Events
 

Invisible Diasporas: Afro-Modernism in Italy

Brown Bag Lecture
Apr 25, 2012
12:15 PM to 01:15 PM

Sara Marzioli, Department of Comparative Literature, Penn State

Sara Marzioli's research project is based on the extensive archival research she has conducted both in Italy and in the U.S. She suggests Italy as a vantage point from which to study the engagements of African American intellectuals with political and cultural forms of black internationalism. To this purpose, her work brings into conversation twentieth century African-American and Italian writers and film directors, whose work addresses the dialectic between historiography and fiction, racial relations and modernity. Key figures discussed in her investigation include Filippo Tommaso Marinetti, Marcus Garvey, Curzio Malaparte, George Schuyler, Ralph Ellison, William Demby, Pier Paolo Pasolini and Spike Lee. The catalyst in the work of these writers is the symbolic and real import of Africa elaborated at the crossroad between Harlem, Rome, and Addis Ababa, which Italy occupied in 1935.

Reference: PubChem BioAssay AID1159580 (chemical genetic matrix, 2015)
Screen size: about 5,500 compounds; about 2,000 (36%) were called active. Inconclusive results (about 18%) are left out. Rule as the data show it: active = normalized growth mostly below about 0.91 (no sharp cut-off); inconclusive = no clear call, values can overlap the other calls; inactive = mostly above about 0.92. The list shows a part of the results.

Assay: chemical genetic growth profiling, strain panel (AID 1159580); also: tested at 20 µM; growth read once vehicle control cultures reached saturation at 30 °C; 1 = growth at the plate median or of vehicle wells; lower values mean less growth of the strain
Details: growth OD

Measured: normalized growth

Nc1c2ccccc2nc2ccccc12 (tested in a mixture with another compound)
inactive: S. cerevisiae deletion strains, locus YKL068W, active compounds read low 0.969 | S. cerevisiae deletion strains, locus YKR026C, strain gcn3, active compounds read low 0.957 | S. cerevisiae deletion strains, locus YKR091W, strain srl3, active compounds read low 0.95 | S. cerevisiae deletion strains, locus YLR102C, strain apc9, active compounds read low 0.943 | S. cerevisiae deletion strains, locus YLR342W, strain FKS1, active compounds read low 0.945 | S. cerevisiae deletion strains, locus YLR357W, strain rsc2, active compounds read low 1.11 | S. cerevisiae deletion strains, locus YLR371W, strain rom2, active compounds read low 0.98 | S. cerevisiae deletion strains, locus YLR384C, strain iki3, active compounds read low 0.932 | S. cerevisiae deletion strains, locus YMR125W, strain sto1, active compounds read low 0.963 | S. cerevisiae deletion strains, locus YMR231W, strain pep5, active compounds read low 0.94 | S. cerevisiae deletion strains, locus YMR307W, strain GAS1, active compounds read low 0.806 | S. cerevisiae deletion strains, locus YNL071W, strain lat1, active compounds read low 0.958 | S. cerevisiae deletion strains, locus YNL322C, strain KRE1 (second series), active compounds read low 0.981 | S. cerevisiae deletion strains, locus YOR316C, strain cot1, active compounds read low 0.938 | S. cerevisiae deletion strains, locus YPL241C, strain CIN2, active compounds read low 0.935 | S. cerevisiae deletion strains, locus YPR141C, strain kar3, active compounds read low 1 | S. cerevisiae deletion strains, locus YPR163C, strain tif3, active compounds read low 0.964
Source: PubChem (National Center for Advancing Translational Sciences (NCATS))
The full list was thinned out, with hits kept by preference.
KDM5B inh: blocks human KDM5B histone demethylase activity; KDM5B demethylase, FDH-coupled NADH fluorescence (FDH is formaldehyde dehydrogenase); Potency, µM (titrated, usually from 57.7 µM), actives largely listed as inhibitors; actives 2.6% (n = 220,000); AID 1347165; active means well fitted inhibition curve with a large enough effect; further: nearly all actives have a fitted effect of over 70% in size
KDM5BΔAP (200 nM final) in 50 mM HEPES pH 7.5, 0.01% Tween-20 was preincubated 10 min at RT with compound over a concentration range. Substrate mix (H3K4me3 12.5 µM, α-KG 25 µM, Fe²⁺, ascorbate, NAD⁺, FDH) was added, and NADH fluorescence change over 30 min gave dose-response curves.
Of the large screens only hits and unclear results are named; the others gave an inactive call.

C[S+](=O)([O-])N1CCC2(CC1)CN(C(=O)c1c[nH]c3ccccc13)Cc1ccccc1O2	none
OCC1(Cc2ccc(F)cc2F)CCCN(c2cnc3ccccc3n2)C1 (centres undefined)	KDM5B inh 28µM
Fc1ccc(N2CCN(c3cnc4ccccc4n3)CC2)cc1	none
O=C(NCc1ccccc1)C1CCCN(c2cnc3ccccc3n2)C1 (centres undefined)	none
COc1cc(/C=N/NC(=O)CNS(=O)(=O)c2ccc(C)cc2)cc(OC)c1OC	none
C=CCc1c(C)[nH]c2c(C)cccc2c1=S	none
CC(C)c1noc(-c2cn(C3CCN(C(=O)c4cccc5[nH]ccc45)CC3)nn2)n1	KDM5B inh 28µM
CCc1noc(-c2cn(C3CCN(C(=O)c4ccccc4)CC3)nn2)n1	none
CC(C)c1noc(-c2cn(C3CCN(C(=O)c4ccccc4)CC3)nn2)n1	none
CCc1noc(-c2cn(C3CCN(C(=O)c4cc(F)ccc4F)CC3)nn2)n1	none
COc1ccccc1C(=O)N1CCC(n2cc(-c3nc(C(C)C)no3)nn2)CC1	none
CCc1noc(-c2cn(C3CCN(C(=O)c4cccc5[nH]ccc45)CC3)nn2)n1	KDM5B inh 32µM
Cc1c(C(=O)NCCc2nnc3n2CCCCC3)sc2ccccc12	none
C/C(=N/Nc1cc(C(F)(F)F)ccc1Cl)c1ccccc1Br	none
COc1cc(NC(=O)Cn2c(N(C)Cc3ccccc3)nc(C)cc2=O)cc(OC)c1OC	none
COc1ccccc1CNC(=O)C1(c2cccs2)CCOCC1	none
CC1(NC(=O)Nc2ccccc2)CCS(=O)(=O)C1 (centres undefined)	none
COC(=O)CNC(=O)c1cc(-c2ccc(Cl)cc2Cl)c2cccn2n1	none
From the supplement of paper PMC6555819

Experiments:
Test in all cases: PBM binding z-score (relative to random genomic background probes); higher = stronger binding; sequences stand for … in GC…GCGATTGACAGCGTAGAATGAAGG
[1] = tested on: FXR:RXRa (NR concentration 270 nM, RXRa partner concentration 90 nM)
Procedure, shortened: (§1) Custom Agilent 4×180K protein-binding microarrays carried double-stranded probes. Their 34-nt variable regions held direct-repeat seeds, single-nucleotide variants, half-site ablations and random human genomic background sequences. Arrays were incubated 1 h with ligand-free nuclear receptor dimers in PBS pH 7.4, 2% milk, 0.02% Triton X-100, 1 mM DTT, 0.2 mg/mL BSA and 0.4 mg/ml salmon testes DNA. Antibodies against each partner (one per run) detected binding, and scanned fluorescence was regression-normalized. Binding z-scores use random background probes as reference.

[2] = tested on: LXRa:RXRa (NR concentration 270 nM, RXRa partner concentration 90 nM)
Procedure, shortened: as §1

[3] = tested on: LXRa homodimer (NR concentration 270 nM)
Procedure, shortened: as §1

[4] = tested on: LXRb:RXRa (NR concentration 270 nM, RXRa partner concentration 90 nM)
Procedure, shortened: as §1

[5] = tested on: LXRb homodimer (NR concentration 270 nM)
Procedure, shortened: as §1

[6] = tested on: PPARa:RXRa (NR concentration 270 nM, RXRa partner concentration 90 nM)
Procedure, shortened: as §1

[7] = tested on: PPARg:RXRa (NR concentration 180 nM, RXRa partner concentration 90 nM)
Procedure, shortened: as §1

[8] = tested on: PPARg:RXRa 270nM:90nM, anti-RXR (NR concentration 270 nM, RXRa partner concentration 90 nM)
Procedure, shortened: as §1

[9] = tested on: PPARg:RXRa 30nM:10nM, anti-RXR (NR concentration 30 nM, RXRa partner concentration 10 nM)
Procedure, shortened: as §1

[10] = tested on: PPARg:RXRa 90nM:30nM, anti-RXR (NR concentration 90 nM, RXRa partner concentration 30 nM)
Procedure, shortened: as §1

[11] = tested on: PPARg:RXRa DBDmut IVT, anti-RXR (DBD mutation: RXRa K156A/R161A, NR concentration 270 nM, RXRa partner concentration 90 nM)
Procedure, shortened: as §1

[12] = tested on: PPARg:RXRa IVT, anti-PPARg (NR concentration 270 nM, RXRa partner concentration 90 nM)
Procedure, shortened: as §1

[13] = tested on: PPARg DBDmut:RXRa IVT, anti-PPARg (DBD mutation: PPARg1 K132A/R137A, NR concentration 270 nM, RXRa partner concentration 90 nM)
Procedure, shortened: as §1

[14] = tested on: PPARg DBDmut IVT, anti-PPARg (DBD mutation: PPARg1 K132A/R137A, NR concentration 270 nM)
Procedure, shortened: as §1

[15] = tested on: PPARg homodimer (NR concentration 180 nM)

Sara Marzioli is a Ph.D. student in Comparative Literature at Pennsylvania State University. Her dissertation brings into conversation twentieth century African-American and Italian writers and film directors, whose work addresses the intersections of history and fiction with modernity and racial discourses, within the framework of the Black Transatlantic. She has recently submitted to African American Review an article on William Demby’s The Catacombs, a novel set in Rome and has under consideration by Atlantic Studies an essay on Ralph Ellison’s intervention on forms of world black solidarity seen through the locale of Rome.

This lecture is a part of the Center for Global Studies Brown Bag Graduate Lecture Series which focuses on the graduate research across disciplinary fields.

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